I’ve been using ESXi as my virtualization platform in my homelab for years, 2012 maybe? It’s been a solid, but limited, platform. With Broadcom’s recent purchase, I figured it was time to start exploring more open source solutions for virtualization. I feel it’s only a matter of time before the free tier of ESXi is further limited.

I tried XCP-ng a few years ago, but I wasn’t able to get a virtual machine’s network interface into promiscuous mode for whatever reason. So this time, I think I’m going to set up Proxmox. I have 2 enterprise servers, so I want to set up a proxmox “cluster” (a true cluster needs 3 servers, so this will just be 2 servers in a “datacenter” that is my office). I want to be able to experiment with live migrating VMs from 1 host to another.

Installing Proxmox

This was pretty straight-forward. Follow the documentation.

Once Proxmox was set up, I configured an NFS share on my TrueNAS server. This will be the shared storage between the 2 proxmox hosts.

Multiple VLANs over a Single Interface

My network is segregated into multiple VLANs: Home, IoT, 2 work VLANs and a guest VLAN. I also have a physically isolated DMZ network. To get all of this into Proxmox without using 6 Network interfaces, I found some steps on how to enable multiple VLANs over a single interface.

Edit your /etc/network/interfaces file

On my server, I have vmbr0 set to my main network interface. This is the interface I want the multiple VLANs to come in on.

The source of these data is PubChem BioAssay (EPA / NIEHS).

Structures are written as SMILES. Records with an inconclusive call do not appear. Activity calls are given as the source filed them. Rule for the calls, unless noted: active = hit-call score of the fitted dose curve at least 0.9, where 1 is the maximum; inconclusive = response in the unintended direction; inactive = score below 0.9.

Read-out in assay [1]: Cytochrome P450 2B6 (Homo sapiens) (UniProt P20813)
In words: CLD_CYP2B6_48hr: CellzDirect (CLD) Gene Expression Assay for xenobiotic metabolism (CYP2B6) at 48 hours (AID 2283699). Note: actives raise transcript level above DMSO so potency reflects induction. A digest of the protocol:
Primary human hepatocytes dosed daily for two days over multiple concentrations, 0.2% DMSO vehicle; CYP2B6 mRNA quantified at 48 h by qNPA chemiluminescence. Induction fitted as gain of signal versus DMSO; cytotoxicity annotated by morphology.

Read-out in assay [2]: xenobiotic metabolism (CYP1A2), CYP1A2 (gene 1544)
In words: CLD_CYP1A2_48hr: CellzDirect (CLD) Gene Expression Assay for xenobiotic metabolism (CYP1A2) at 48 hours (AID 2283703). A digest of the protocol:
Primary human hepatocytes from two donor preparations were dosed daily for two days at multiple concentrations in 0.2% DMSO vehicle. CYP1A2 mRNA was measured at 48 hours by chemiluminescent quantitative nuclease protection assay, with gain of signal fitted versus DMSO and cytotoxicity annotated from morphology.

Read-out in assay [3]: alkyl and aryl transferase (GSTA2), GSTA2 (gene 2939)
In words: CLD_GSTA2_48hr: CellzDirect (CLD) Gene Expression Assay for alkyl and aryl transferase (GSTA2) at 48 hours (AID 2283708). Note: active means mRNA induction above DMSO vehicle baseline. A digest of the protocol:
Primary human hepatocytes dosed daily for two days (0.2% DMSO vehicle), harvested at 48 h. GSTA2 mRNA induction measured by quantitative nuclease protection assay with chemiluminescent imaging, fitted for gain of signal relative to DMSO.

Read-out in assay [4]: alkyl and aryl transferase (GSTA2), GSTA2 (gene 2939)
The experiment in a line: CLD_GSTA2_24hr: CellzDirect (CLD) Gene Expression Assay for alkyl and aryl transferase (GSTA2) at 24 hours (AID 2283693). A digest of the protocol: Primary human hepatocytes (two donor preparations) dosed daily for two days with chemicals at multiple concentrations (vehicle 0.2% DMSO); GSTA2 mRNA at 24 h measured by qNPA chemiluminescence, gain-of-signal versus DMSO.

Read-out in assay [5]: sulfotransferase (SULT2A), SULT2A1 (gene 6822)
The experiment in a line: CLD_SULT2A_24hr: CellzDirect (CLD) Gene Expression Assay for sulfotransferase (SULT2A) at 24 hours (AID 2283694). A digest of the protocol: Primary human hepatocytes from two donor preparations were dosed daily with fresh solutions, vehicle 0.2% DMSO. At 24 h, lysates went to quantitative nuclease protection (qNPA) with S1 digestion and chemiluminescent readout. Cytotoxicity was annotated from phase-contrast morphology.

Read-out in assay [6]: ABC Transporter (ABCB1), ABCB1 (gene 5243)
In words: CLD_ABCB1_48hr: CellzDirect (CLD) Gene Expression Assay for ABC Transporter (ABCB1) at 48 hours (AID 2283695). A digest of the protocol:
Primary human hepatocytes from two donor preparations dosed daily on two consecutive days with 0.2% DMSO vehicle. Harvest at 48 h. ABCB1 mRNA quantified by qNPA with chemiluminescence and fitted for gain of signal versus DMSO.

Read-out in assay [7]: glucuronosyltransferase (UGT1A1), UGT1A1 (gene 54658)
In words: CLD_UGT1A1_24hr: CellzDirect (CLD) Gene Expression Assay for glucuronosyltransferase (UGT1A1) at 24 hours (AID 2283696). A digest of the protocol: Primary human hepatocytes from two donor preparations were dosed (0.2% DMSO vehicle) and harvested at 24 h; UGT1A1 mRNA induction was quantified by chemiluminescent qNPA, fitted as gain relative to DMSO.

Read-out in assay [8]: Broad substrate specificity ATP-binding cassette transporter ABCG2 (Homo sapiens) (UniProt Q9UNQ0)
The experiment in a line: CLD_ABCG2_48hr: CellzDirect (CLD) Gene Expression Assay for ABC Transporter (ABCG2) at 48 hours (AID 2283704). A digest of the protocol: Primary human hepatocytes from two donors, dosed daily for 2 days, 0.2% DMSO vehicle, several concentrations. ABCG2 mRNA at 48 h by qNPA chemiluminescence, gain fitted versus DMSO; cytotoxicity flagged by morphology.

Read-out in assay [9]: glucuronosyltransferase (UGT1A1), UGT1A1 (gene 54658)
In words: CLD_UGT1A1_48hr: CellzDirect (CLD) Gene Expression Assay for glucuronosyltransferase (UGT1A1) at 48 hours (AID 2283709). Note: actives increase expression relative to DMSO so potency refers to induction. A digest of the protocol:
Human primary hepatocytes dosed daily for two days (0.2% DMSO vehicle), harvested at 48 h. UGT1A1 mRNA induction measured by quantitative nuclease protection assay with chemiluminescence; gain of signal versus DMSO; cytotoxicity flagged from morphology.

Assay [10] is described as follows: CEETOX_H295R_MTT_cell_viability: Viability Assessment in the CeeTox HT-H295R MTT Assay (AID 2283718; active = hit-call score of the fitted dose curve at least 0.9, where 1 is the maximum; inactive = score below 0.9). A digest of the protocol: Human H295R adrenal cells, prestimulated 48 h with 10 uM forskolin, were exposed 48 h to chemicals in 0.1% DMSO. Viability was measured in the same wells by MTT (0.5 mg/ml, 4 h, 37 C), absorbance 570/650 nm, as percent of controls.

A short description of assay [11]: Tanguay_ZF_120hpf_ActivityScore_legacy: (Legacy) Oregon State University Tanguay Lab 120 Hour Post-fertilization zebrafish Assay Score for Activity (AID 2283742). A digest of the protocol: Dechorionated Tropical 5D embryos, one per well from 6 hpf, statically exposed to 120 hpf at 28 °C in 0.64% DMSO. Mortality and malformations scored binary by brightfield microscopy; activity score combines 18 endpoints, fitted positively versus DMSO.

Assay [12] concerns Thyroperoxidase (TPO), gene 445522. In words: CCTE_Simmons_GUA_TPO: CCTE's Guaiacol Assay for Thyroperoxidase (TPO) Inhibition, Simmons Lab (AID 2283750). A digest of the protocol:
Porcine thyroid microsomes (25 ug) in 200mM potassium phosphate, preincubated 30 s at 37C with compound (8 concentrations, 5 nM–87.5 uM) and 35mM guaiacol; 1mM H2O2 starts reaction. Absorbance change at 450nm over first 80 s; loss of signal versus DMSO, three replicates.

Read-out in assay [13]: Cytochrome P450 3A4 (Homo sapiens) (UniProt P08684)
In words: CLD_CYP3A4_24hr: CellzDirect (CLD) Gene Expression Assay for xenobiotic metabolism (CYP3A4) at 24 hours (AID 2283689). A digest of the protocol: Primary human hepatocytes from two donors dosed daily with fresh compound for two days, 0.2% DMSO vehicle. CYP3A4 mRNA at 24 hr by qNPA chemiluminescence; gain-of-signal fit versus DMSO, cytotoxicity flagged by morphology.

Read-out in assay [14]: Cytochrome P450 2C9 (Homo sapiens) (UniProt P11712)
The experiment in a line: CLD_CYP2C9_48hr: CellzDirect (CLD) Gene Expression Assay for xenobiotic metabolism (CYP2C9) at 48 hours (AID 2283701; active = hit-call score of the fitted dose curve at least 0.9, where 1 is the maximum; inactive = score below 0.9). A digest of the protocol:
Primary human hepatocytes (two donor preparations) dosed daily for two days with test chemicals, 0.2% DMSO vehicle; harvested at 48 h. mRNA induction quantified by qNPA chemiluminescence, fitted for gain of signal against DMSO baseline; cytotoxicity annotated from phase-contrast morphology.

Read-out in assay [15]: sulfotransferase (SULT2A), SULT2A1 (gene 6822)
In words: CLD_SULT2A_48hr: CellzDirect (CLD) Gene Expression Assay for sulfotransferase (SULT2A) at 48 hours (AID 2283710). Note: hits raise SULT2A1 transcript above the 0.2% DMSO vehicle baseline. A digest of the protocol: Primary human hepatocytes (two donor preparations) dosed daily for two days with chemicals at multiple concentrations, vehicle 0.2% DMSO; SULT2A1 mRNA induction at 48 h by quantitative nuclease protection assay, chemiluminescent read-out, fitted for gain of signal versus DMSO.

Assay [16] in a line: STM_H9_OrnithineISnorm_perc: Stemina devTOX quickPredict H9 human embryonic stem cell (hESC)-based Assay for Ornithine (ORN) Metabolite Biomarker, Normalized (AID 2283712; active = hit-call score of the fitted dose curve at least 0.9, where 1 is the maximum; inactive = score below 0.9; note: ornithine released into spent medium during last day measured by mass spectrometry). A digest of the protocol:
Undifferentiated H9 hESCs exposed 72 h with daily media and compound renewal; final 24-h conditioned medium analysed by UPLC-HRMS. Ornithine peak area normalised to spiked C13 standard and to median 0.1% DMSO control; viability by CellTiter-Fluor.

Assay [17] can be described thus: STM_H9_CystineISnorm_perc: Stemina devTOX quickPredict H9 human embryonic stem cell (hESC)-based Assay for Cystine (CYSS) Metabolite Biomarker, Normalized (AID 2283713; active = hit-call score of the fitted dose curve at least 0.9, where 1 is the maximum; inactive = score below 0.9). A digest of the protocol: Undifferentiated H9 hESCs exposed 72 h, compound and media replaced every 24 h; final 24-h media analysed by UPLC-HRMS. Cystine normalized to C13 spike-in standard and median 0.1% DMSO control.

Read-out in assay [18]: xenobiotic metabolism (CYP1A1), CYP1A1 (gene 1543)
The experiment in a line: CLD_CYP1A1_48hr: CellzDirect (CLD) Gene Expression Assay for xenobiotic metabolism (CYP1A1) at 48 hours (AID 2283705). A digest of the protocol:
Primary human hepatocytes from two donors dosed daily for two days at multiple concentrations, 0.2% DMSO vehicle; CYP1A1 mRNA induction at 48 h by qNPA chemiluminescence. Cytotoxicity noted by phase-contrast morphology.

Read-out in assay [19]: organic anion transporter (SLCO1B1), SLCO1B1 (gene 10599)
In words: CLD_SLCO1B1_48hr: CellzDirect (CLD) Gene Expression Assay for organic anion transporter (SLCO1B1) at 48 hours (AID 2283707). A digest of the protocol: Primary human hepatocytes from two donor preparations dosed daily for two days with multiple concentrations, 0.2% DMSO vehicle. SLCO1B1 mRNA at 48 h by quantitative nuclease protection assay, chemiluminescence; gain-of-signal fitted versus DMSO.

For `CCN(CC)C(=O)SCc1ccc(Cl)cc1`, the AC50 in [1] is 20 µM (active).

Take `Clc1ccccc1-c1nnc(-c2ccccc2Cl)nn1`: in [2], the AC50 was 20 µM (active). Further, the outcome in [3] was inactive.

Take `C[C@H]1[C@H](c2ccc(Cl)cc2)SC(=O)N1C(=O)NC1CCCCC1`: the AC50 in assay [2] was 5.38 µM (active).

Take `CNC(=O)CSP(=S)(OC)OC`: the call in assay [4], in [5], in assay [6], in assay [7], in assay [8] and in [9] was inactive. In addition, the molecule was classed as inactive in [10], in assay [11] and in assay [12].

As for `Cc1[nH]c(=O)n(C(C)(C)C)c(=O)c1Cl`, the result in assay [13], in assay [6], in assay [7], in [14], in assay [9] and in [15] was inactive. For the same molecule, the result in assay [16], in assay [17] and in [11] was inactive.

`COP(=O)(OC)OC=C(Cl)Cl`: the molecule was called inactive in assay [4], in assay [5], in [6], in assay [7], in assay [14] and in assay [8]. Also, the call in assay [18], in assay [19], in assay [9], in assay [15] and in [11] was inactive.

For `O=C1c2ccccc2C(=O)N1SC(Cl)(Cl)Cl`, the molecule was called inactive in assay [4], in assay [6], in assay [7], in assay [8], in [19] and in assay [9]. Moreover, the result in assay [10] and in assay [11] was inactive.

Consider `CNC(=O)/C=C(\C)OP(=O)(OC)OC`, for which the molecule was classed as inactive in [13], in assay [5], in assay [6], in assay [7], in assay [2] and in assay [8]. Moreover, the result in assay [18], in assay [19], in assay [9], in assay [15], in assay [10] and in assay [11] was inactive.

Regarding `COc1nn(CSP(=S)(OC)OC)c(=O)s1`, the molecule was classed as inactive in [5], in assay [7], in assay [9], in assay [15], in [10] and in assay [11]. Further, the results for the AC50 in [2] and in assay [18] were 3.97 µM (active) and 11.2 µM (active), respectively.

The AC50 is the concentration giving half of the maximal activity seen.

For each VLAN, use the template below. Insert it above the vmbr0 definition in the file.

auto vmbr0.vlan-id
iface vmbr0.vlan-id inet static
    address xxx.xxx.xxx.xxxx/24 # IP for the interace on the VLAN subnet
    gateway xxx.xxx.xxx.xxx # IP Address for the gateway on the VLAN

Finally, in the vmbr0 definition, add the following lines to enable the VLANs. You can specify specific VLANs here, but I enabled all of them for simplicity. However, if you only wanted to allow 2 VLANs (say 10 and 20) you would use bridge-vids 10 20

bridge-vlan-aware yes
bridge-vids 1-4092 # the VLAN IDs that will be allowed on this interface. 

Once this is done, I think rebooting the system would be best to ensure the configuration is applied properly.

Migrating VMs from ESXi to Proxmox

This is going to be the time consuming process:

  • Uninstall VMware Tools. Most of my linux systems are a debian flavor so it’s a simple apt purge open-vm-tools
  • Shutdown the VM
  • Export the vm using the VMWare ovftool
  • Copy the resulting VMDK files to Proxmox
  • Create a VM in Proxmox to match the original VM settings
  • Detach, and remove, the hard disk from the blank Proxmox VM
  • From the Proxmox CLI, run qm importdisk vm-id path-to-disk proxmox-storage -format qcow2
  • Repeat the prior step for all disks, if more than 1
  • In the Proxmox GUI, double click on the “unused disk”, select Add
  • Repeat the prior step for all disks, if more than 1
  • Enable the new drives in Options > Boot Order

Start up the New VM

Once all of this is complete, you can power on the VM and make sure everything imported and starts properly.

I use netplan to control my interface configuration. Changing to Proxmox relabeled my interfaces, so I had to go into my netplan configuration /etc/netplan/01-ifcfg.yaml to update the interface name and then run sudo netplan apply to apply the new configuration. I have a blog post about netplan if you want more of a step-by-step here.

Repeat for each VM. I have 15 or so I think I use on a regular basis, so I’ll be on this step for a while.

Thoughts so far

The only feature ESXi has that I haven’t seen a replacement for, is using VMWare Player as a remote console. I really enjoyed that and used it all the time. I’ve recently started using Guacamole as a centralized remote access server so that’s helping.